This post covers my preliminary rankings of the top running backs entering the 2017 NFL Draft. For analysis of the respective rankings of certain prospects, see the corresponding footnotes (+).
TIGHT END: (+)
1. OJ Howard (Alabama) | 6’6 250(++)
2. David Njoku (Miami) | 6’4 250(+++)
3. Bucky Hodges (Virginia Tech) | 6’6 245 (++++)
4. Jordan Leggett (Clemson) | 6’5 255 (+++++)
5. Cole Hikutini (Louisville) | 6’4 255 (+++++)
6. Evan Engram (Ole Miss) | 6’3 230 (++++)
7. Gerald Everett (South Alabama) | 6’3 240
8. Jake Butt (Michigan) | 6’5 250 (++++++)
9. Adam Shaheen (Ashland) | 6’5 275
10. Jeremy Spinkle (Arkansas) | 6’5 250
11. Michael Roberts (Toledo) | 6’4 260
(+) This is easily the best TE prospect class to come along in years. This class will provide a comparable injection of talent to the NFL tight end position that the 2014 WR draft class provided to the NFL wide receiver position.
(++) I’m still trying to figure out why there isn’t more acknowledgement that OJ Howard is the best TE prospect to come along in years. At 6’6 250, he displays rare strength and agility, break away speed and is–as draft pundit Matt Miller has also asserted–arguably the best blocking TE in the class. His lack of eye-popping production may appear to be a red flag. However, given Alabama’s general offensive game plan and Howard’s propensity to go off in big games, it would seem to be a failure of imagination to not foresee Howard’s potential to put up all-pro production at the next level. To any event, even in the best TE draft class in recent memory, Howard should be a Top 15 pick.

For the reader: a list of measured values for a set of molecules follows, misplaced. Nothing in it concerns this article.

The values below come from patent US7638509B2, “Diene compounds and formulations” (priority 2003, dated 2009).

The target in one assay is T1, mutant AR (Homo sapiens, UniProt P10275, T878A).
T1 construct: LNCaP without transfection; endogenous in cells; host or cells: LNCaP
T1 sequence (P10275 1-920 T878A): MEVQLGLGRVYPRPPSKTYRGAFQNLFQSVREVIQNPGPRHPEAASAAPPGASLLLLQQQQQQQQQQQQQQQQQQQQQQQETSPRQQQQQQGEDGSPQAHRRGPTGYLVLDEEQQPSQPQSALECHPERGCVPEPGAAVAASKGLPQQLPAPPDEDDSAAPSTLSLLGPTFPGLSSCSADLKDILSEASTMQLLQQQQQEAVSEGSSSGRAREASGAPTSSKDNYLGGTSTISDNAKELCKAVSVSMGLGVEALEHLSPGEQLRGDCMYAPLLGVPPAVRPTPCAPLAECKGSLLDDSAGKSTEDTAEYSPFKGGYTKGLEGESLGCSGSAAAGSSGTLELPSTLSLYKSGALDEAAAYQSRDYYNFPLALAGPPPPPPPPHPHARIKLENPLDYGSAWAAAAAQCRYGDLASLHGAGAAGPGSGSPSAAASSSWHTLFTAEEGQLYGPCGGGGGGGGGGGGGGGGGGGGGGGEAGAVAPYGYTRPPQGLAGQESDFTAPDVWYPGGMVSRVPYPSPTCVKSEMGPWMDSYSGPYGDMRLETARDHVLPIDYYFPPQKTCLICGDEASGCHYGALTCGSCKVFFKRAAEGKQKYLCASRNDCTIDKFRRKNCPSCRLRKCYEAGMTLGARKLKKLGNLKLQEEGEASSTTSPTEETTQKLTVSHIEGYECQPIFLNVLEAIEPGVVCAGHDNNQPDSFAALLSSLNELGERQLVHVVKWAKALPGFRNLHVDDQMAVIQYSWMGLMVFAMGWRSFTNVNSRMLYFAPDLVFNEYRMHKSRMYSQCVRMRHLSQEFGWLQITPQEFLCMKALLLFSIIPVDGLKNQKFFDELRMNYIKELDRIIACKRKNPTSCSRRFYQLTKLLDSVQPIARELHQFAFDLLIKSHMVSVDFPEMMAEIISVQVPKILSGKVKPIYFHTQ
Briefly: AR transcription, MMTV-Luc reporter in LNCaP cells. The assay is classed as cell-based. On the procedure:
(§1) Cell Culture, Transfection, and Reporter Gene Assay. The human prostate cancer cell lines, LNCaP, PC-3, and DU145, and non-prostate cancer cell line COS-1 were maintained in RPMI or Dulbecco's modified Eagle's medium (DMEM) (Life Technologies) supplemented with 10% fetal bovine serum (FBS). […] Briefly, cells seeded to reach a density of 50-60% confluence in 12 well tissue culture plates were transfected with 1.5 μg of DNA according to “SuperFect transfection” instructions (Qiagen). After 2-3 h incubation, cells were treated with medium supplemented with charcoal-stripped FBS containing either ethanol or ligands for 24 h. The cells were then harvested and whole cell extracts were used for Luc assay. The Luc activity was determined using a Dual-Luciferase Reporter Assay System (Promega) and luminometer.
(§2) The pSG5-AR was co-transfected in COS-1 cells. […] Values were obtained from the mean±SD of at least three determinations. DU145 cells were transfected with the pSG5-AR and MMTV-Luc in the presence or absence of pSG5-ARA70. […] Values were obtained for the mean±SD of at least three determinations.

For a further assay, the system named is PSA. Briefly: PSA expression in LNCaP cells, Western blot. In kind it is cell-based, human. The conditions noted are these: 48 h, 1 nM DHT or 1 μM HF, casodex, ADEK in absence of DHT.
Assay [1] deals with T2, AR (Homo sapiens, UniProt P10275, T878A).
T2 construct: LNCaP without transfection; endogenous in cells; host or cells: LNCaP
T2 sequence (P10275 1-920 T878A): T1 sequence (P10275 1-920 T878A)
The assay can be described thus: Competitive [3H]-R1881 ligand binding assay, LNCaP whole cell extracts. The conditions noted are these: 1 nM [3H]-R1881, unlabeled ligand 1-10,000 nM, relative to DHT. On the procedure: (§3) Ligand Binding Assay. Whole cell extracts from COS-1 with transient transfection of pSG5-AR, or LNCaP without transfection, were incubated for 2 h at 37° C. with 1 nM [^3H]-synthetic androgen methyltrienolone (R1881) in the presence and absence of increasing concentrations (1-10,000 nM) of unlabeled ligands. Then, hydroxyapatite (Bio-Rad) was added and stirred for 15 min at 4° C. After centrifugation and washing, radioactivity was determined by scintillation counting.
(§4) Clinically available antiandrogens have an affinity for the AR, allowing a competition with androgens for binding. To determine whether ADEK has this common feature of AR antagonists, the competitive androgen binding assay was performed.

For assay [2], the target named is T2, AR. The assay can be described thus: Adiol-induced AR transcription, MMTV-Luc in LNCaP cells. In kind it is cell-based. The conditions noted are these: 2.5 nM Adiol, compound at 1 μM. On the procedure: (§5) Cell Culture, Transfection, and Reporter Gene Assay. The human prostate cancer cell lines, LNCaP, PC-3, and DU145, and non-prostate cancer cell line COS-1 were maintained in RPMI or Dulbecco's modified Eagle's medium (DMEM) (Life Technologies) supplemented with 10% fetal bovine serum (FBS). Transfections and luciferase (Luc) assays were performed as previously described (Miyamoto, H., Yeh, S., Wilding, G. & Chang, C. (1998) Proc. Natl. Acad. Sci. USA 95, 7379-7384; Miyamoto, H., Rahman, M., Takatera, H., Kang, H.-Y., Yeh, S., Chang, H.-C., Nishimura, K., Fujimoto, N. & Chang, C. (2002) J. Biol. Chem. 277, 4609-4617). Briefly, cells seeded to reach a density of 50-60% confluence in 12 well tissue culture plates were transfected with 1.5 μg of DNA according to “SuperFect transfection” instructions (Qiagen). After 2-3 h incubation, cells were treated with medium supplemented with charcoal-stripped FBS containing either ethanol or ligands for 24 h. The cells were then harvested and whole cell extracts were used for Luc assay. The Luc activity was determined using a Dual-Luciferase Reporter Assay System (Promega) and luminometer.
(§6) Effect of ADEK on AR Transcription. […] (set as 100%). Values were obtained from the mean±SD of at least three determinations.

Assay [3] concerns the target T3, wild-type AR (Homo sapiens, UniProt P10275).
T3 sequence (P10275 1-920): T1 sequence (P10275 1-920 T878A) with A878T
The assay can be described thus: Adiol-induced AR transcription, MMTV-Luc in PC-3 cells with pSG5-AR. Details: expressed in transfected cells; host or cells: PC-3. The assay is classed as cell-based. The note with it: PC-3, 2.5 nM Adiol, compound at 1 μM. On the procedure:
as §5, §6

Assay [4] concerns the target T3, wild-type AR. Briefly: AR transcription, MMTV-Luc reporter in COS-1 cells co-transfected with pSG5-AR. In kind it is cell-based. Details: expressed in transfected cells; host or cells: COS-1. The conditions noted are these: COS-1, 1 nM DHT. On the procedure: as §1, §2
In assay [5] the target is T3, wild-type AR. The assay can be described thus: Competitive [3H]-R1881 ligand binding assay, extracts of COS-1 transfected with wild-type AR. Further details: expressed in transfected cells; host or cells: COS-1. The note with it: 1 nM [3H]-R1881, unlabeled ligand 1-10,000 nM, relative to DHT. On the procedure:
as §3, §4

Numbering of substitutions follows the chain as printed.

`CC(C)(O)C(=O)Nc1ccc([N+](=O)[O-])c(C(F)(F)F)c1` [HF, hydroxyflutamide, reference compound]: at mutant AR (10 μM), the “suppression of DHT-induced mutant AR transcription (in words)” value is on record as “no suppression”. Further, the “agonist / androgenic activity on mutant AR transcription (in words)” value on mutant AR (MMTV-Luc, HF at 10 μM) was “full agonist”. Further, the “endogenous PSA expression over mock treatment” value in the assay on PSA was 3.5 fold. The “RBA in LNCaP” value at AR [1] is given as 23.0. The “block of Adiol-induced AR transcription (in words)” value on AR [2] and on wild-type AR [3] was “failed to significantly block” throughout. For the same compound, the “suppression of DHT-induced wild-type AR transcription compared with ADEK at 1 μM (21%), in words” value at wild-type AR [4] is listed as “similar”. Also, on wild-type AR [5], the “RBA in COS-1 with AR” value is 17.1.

(++) If there is one TE prospect who could challenge Howard as the best overall, it’s Njoku. At 6’4 250, Njoku possesses an excellent build to go along with excellent athleticism, hands and blocking ability. He should be a mid to late first round selection.
(+++) Hodges and Engram are best described as hydrid TE/WR prospects. Hodges, at 6’6 245, consistently lined up outside at WR his junior season and created consistent matchup problems for opposing defenses uncertain whether to place a DB (out-matched physically) or an LB (out-matched athletically) on him. Hodges fails, at times, to use his size advantage in jump ball situations and is prone to dropping catchable balls occasionally, but he otherwise demonstrates solid hands, athleticism, route-running and functional blocking to merit mid to late first round consideration… Engram, at 6’3 230, elicits faint comparisons to Jordan Reed (although I think they exhibit different styles athletically). Engram is arguably more WR prospect than TE, but he’s a willing, if unspectacular, blocker in an H-Back/Move piece role. Engram will inevitably be underrated given his size and tweener status in a deep TE class, but he could end up being one of the steals of the draft in the second to third (possibly even fourth) round given his hands, route running and athleticism.
(++++) Leggett, Hikutini and Butt (health status notwithstanding) would all likely garner consideration as the top overall TE prospect in many draft classes, as each TE prospect ranks similarly to last year’s top TE selection Hunter Henry. Leggett, at 6’5 255, possesses the type of athleticism and reliable hands to quickly develop into a top 12 TE in the NFL… Hikutini is arguably my favorite underrated TE prospect (of many) in this class. He similarly possesses above-average size, athleticism and hands to develop into a top 12 TE. He reminds me somewhat of Travis Kelce, who was similarly an underrated prospect with impressive size and athleticism coming out of Cincinnati years ago… Jake Butt would be my #7 rated TE regardless of his bowl game injury. This is a function of the rare strength of this particular TE class, but in watching Butt play, I see a prospect that exhibits inferior agility, speed, route-running and blocking abilities to many of the TEs ranked ahead in this class. Still, given Butt’s size, strength, hands and red zone abilities, he’s more than worthy of a selection somewhere between rounds three and five (considering the injury).